Government of Saskatchewan
Monday, December 11, 2017
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Political Science
Product List
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  #IdleNoMore
Idle No More bewildered many Canadians. Launched by four women in Saskatchewan in reaction to a federal omnibus budget bill, the protest became the most powerful demonstration of Aboriginal identity in Canadian history. Thousands of Aboriginal people and their supporters took to the streets, shopping malls, and other venues, drumming, dancing and singing in a collective voice. It was a protest against generations of injustice, a rallying cry for cultural survival, and a reassertion of Aboriginal identity. Idle No More lasted for almost a year, and then the rallies dissipated. Many observers described it as a spent force. It was anything but. Idle No More was the most profound declaration of Indigenous identity and confidence in Canadian history, sparked by Aboriginal women and their supporters, sustained by young Indigenous peoples, filled with pride and determination. When the drums slowed, a new and different Canada was left in its wake. Partially stunned by the peaceful celebrations, but perplexed by a movement that seemed to have no centre and no leaders, most Canadians missed the point. Through Idle No More Aboriginal people have declared that they are a vital and necessary part of Canada’s future. The spirit of the drumming, singing and dancing lives on in empowered and confident young Aboriginal people who will shape the future of this country for decades to come.
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  Cloud-Capped Towers
Arranged alphabetically, Cloud-Capped Towers can be explored for brief histories, interviews with intentional communitarians, and notes on utopianism in Saskatchewan literature.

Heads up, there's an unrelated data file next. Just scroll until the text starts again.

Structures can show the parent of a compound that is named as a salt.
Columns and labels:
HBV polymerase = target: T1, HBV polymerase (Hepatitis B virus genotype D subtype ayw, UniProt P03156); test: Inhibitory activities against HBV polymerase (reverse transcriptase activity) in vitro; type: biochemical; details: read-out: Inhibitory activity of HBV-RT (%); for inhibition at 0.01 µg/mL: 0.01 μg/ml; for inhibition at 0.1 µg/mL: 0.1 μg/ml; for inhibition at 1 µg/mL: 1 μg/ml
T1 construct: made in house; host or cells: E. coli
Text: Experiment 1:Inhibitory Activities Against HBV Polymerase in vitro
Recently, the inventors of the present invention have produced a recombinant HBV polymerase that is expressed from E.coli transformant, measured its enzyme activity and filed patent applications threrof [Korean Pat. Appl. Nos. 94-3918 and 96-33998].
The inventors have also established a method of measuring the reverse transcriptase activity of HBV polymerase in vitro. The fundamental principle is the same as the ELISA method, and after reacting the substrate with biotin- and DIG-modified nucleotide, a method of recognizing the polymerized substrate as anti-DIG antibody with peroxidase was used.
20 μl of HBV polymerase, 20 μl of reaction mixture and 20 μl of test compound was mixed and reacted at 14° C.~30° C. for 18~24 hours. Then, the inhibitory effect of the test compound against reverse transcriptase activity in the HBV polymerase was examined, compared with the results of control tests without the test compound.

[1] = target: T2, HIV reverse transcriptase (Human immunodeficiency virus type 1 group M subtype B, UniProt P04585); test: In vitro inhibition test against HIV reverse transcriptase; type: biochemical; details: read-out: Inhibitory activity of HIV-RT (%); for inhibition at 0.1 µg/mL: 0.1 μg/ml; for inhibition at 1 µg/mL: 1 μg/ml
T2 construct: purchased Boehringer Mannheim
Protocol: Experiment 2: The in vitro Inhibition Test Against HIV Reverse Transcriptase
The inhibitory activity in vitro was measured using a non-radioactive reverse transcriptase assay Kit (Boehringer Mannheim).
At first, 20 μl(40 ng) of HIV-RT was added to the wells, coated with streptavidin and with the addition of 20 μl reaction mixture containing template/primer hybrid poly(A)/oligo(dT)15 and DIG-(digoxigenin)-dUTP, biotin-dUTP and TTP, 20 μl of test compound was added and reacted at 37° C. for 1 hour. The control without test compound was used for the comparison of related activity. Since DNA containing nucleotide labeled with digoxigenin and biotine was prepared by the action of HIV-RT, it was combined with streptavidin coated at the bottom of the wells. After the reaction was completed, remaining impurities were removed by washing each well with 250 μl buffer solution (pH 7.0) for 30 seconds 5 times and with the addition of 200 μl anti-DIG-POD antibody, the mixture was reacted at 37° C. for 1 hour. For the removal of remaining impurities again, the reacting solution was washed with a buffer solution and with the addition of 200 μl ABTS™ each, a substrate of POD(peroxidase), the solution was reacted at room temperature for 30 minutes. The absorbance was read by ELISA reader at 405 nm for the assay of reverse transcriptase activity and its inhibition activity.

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  False Expectations: Politics and the Pursuit of the Saskatchewan Myth
The challenge for the public dialogue of Saskatchewan, as the province enters its second century, is to not replay the mistakes of the past. Saskatchewan people must recognize the role that myth has played, and must continue to play, in the life of the province. But, at the same time, they must differentiate it from reality by understanding the power of myth as a force for progress and its potential to create false expectations.
  Free Knowledge: Confronting the Commodification of Human Discovery
Alarms are being sounded around the globe over the increasing commercialization of public knowledge for private profit. Whether you are a farmer, a university student, a medical patient, or a library user,these developments impact your daily life. Knowledge privatization holds growing sway over the choice of the foods you eat, the medicine you take, the software you use, the music you hear, and even the flowers you plant in your own backyard. This is the result of a world where plant seeds have become subject to patents, medical research is overseen by pharmaceutical giants,universities are beholden to corporate funders, and indigenous knowledge is expropriated.
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  Lipset's Agrarian Socialism A Re-examination
Reflecting on the seminal work of Seymour Martin Lipset -- Agrarian Socialism: the Cooperative Commonwealth Federation in Saskatchewan, A Study in Political Sociology -- academics and political practitioners revisit questions and consider whether the reputation of the best-known social science text on Saskatchewan still holds. As the political practitioners make clear, the geographic and constitutional boundaries may remain as they were, but the economic and cultural boundaries that once defined provinces have manifestly altered if not disappeared as a result of technological change and global perspective.